Face it. You probably wore corduroy as a kid, although you probably didn’t know why—your parents dressed you in it whenever it was chilly out or you needed clothes that could take a beating. Maybe, just maybe, you wore it with some intention during a rebellious phase, incorporating it into some hardcore or rugged look. But now that you’re very much an adult, what’s your present relationship with corduroy? Chances are you’re hard-pressed for an answer, so hold off on doing that just yet.
Corduroy has strong, and often contradictory, associations–it belongs to the working class but also to the gentry, it belongs to professors but also to rock stars. Corduroy comes in and out of fashion, but it’s never kept down for long. Over the last several years, what was an otherwise-neglected cloth is experiencing something of a renaissance within the realm of tailoring, so why not consider it for your next custom suit, jacket, or pair of pants?
Before we start, let’s dispel an all-too persistent myth: its name does not derive from the French “corde/cour du roi” (“cloth/court of the king”), despite the industry claims. While its exact etymology is still uncertain, it is more likely to be a portmanteau of the English words “cord” and “duroy” (a historical woolen cloth); regardless, it is a cut cloth much like its more regal cousin, velvet.
Although corduroy can be woven from any fiber, it is synonymous with cotton (either pure or blended with cashmere, polyester, elastane, etc), woven with one warp and two fillings, one of which is called the pile yarn. Once woven, a coat of glue applied to its reverse secures the cloth for the next step, a cutting process that creates its signature ridges, or “wales”. The glue is then removed, the cloth is dyed, and the wales are finished to a fuzzy nap. Corduroy can have as few as 1.5 (“elephant corduroy”) or as many as 22 (“pincord”) wales per inch, but for most wearers, a 10 to 12-wale cloth is best for a jacket or a suit, with trousers better able to tolerate a wider wale cloth.
Image credit: Holland & Sherry
While corduroy as we know it originated in eighteenth century England, its roots are in medieval Egypt, where the inhabitants of Fustat (part of modern-day Cairo) wove linen warp and thick cotton weft into a cloth that they then shaved on one side, giving it a thick, luxurious pile. European merchants eagerly bought up the cloth, which they called “fustian” after the city, and brought it to Europe, where it was employed everywhere from bedding to dresses, clerical vestments, and court dress for servants to the French king.
Fustian evolved into corduroy when the English adapted the cloth to their cooler (and wetter) climate, creating a softer and more durable cloth that dries quickly and retains warmth in the cold. This new cloth eventually took the name corduroy. Corduroy was ideal for aristocratic pastoral pursuits, and in that regard it has survived as a staple of the traditional English country style. Paradoxically, the Industrial Revolution also made it the preferred cloth of the working class as it could withstand the stresses and requirements of regular labor. As the twentieth century arrived, Ivy Leaguers, Parisian intellectuals, and Alpine hikers all wore it, but by the 1960s, the cloth had lost favor. That changed entirely when The Beatles began wearing corduroy suits, causing an upsurge in popularity for the cloth that lasted through the 1970s. Although it was popular among grunge rockers of the 1990s, corduroy is currently the most popular it’s been in more than a generation. Don’t forget it has also been a preferred fabric of Pablo Picasso, Mick Jagger, Steve McQueen, Jarvis Cocker, Eddie Vedder (who actually wrote the hit single Corduroy) and Wes Anderson!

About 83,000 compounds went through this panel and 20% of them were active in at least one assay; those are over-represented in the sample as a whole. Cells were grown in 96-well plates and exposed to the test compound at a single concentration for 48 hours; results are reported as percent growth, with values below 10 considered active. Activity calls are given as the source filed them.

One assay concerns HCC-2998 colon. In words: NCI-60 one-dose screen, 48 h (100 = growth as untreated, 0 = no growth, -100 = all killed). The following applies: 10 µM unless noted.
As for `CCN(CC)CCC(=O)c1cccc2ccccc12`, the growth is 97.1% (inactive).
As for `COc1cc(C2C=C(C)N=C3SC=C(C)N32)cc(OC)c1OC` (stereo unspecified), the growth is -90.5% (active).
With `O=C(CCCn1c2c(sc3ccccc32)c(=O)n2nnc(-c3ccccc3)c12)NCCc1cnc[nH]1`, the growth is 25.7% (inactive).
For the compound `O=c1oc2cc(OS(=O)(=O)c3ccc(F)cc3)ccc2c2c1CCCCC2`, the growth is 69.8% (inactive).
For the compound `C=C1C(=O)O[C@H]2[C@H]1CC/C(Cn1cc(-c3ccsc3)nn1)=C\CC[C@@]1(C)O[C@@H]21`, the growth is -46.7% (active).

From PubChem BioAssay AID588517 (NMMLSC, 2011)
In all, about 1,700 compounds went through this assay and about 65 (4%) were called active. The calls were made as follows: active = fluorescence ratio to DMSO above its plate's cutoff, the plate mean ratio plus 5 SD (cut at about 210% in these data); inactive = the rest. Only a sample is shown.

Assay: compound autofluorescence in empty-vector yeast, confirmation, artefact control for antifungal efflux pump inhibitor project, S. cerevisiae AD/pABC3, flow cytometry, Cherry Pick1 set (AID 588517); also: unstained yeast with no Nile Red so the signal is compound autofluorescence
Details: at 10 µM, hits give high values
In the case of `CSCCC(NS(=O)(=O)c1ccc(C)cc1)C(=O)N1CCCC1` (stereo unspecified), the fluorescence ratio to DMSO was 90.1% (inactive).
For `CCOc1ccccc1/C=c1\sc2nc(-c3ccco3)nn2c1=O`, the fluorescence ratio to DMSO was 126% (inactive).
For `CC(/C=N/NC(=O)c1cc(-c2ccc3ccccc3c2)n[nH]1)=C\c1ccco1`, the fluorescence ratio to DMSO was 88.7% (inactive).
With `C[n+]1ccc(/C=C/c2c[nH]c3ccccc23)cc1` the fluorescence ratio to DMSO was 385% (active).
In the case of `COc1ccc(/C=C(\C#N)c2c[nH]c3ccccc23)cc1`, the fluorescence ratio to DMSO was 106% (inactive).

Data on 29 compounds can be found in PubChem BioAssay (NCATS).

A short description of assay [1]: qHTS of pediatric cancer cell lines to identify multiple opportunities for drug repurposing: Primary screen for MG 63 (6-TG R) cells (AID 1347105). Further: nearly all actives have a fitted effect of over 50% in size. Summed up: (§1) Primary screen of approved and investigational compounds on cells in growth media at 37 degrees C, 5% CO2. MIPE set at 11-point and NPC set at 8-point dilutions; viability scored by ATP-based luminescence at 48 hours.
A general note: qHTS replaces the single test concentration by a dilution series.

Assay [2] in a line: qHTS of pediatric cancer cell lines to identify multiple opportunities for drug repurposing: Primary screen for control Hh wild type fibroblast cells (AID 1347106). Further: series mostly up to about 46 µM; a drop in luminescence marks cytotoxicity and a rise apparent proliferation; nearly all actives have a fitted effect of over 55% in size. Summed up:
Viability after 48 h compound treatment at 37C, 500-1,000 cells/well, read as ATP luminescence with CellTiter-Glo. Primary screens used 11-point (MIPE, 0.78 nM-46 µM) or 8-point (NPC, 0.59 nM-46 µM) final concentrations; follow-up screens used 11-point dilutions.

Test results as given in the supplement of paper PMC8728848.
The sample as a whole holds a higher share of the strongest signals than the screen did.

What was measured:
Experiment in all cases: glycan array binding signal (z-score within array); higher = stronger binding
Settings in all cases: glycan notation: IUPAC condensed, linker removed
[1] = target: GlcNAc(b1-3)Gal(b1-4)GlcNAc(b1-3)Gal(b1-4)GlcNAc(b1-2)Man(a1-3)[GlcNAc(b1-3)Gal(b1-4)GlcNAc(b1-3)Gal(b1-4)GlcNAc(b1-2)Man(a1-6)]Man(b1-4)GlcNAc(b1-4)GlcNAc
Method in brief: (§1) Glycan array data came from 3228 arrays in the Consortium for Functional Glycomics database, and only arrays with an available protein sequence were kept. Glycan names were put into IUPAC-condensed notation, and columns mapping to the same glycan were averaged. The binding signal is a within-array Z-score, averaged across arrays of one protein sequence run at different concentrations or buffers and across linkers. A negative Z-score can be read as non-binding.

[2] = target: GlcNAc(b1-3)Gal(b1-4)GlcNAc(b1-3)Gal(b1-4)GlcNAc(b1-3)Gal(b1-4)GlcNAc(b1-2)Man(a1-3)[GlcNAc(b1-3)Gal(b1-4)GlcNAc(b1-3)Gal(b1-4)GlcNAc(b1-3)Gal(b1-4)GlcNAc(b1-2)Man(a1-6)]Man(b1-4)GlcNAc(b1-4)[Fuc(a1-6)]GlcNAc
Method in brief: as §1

We know it’s warm and durable, but why should you choose corduroy for your next tailored garment? Simply put, it bridges casual and tailored dressing (ever useful in this day and age), and it’s worn easily as either a suit or separates. The three-dimensionality of its wales makes it easy to pair with other textured fabrics such as silk, suede, and knits, and if you play with different wale-widths, corduroy can even look great paired with itself!
Image credit: Scabal
For the absolute beginner, start with a pair of pants in a dark, more muted brown and green–it’s less conspicuous and it looks good on everyone. As you familiarize yourself with the fabric, start integrating earth tones such as olive, tan, and khaki, and then either go darker into black and navy or brighter into red, mustard, burgundy, and light green. Why not create a corduroy suit, casual jacket, or even an alternative dinner jacket? The possibilities are endless!
What else should you know before designing a custom corduroy outfit? First, as the fabric is so three-dimensional, it’s best to keep the design of any garment rather minimal, allowing the fabric itself to remain the focus. Second, avoid making any garment’s silhouette too close-cropped because if it’s too tight, there’s no room for the fabric to relax, causing wrinkles to appear at the sleeves, upper back, and front buttonholes. Lastly, avoid pressing the garment directly with an iron, because the weight and heat of the iron permanently crush the fabric. Corduroy performs better than most cottons in that it will shred most wrinkles on the hanger, and what doesn’t come out from hanging will disappear with a light steaming.
So now that you’ve got Corduroy 101 firmly under your belt, go ahead and ask yourself, “What’s my relationship with corduroy?”!